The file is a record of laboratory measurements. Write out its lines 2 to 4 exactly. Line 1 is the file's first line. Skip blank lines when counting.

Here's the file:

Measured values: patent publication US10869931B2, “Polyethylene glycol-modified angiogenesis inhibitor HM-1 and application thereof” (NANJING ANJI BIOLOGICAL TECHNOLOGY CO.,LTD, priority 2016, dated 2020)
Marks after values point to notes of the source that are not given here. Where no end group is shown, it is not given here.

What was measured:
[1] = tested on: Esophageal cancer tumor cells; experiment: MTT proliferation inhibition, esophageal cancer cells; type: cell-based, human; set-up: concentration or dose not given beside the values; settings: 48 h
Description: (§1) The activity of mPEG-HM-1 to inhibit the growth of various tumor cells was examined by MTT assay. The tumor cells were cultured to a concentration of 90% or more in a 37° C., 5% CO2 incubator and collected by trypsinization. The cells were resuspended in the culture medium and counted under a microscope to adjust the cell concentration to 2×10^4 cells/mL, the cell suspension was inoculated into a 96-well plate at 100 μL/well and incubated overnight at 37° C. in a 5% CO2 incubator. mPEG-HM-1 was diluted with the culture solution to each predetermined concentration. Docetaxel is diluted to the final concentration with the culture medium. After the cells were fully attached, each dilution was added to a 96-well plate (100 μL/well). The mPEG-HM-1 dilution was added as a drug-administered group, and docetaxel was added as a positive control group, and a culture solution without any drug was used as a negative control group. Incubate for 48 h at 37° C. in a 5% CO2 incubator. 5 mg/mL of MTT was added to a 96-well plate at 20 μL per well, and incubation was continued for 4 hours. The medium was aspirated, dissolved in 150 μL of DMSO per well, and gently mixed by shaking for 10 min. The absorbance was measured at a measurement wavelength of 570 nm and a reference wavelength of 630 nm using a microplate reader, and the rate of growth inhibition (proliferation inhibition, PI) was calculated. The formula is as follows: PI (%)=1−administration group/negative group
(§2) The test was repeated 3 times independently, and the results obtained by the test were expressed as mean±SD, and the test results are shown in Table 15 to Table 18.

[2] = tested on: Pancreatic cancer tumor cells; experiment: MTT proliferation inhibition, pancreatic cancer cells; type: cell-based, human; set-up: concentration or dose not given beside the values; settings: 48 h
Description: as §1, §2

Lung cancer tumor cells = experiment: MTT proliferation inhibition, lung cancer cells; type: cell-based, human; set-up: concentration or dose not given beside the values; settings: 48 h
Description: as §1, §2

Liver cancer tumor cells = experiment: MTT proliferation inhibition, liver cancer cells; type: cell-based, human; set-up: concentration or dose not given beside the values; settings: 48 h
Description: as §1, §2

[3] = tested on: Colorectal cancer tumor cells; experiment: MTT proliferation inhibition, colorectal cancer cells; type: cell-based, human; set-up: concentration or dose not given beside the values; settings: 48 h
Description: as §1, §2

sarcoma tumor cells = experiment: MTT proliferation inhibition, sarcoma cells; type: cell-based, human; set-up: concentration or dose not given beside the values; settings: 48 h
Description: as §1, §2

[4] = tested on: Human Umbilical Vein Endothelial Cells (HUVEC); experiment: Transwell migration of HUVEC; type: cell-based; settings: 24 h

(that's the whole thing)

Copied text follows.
Marks after values point to notes of the source that are not given here. Where no end group is shown, it is not given here.

What was measured:
[1] = tested on: Esophageal cancer tumor cells; experiment: MTT proliferation inhibition, esophageal cancer cells; type: cell-based, human; set-up: concentration or dose not given beside the values; settings: 48 h